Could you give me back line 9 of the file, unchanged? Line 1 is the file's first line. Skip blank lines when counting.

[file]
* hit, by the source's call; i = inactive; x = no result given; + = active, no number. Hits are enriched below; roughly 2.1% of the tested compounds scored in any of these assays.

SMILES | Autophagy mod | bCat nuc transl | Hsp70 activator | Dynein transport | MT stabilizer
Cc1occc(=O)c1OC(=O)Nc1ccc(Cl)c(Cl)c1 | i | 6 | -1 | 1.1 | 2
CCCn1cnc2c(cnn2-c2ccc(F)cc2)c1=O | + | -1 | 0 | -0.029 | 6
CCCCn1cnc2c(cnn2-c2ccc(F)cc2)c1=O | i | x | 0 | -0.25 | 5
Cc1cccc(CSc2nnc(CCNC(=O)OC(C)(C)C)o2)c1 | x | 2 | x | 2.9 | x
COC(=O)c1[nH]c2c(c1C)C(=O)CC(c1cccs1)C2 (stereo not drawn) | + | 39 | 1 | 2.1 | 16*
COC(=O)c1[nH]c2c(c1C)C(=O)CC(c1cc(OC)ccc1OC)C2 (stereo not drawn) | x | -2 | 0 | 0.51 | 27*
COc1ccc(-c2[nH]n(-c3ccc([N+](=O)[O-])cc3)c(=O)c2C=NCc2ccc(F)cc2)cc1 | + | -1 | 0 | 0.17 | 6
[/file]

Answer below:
COc1ccc(-c2[nH]n(-c3ccc([N+](=O)[O-])cc3)c(=O)c2C=NCc2ccc(F)cc2)cc1 | + | -1 | 0 | 0.17 | 6